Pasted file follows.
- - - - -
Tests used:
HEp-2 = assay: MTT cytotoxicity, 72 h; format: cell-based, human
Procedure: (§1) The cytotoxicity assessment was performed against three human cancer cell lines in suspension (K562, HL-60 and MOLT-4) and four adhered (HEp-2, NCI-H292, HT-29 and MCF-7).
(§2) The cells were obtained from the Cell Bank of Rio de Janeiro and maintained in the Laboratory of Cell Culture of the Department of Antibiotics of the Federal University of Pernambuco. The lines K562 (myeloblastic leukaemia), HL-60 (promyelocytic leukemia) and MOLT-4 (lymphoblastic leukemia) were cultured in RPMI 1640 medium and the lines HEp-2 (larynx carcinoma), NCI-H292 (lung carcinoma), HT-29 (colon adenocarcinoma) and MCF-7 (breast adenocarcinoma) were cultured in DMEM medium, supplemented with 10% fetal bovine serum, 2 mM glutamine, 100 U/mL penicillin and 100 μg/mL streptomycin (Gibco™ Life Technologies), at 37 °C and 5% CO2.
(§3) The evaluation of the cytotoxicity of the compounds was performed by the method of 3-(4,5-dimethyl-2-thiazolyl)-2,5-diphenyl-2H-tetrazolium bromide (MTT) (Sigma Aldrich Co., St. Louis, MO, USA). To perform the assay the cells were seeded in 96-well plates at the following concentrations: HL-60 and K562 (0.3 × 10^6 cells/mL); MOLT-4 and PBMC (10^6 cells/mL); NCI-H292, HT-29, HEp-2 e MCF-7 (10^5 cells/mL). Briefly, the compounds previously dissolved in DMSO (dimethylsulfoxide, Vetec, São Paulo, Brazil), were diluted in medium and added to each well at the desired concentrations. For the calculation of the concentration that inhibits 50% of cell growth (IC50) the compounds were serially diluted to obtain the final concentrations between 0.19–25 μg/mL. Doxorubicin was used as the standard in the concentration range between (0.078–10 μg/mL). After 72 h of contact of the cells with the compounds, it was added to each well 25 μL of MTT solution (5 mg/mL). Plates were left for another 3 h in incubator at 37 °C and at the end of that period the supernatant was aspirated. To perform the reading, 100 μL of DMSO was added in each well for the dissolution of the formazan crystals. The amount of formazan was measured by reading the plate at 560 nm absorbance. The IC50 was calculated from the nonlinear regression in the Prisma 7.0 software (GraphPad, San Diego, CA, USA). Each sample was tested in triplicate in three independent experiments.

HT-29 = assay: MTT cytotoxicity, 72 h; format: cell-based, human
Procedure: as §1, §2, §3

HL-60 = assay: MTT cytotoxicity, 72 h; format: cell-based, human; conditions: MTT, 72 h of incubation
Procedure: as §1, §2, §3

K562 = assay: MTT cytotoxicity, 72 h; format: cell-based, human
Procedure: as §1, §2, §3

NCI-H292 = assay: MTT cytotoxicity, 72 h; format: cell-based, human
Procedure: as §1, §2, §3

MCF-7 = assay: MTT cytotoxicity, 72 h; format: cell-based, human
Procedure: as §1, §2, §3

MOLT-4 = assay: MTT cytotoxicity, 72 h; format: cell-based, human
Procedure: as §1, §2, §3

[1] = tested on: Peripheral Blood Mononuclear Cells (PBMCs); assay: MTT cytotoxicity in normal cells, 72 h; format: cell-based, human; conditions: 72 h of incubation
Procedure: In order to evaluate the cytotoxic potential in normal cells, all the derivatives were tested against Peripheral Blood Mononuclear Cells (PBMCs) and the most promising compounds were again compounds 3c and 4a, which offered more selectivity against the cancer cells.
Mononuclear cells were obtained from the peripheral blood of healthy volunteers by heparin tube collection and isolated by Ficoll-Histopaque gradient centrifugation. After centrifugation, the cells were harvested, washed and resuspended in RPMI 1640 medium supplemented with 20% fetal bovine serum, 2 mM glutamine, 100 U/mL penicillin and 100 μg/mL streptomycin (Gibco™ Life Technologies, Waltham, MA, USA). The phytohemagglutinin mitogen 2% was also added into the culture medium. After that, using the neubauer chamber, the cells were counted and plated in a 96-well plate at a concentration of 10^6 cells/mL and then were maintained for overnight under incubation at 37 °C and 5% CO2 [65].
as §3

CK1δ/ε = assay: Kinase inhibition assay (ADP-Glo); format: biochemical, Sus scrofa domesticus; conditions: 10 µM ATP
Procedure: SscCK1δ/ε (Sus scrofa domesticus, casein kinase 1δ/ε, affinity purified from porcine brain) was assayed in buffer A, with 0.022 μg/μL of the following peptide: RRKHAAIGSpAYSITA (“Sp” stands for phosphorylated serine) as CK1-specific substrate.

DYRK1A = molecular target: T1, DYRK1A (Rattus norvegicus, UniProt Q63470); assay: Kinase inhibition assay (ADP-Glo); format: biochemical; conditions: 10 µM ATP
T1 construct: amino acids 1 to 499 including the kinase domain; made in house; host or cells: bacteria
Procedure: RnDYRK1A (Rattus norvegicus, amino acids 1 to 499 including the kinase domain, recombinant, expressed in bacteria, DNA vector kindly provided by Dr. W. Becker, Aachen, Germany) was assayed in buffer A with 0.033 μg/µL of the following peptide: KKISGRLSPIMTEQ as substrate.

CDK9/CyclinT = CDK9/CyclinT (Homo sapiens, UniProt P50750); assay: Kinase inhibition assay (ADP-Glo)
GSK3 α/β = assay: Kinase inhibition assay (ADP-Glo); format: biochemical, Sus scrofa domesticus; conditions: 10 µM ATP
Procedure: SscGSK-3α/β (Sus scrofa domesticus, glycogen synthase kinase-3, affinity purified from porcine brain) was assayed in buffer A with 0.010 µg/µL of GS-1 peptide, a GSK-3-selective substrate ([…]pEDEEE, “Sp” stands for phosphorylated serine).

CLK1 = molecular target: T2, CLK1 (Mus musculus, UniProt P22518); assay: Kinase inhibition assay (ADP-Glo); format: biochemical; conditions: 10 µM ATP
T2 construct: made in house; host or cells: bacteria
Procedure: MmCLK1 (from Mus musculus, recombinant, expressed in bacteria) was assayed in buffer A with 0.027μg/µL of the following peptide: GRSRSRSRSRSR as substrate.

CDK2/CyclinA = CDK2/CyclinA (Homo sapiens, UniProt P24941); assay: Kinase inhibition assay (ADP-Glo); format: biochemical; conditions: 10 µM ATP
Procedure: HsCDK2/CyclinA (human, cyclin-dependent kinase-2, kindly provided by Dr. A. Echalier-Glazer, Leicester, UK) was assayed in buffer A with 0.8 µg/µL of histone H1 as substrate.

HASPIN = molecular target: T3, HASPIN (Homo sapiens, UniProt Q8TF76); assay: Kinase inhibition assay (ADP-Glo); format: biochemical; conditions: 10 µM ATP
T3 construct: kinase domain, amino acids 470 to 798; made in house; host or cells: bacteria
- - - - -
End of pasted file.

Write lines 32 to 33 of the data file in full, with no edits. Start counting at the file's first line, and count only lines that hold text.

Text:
Procedure: MmCLK1 (from Mus musculus, recombinant, expressed in bacteria) was assayed in buffer A with 0.027μg/µL of the following peptide: GRSRSRSRSRSR as substrate.

CDK2/CyclinA = CDK2/CyclinA (Homo sapiens, UniProt P24941); assay: Kinase inhibition assay (ADP-Glo); format: biochemical; conditions: 10 µM ATP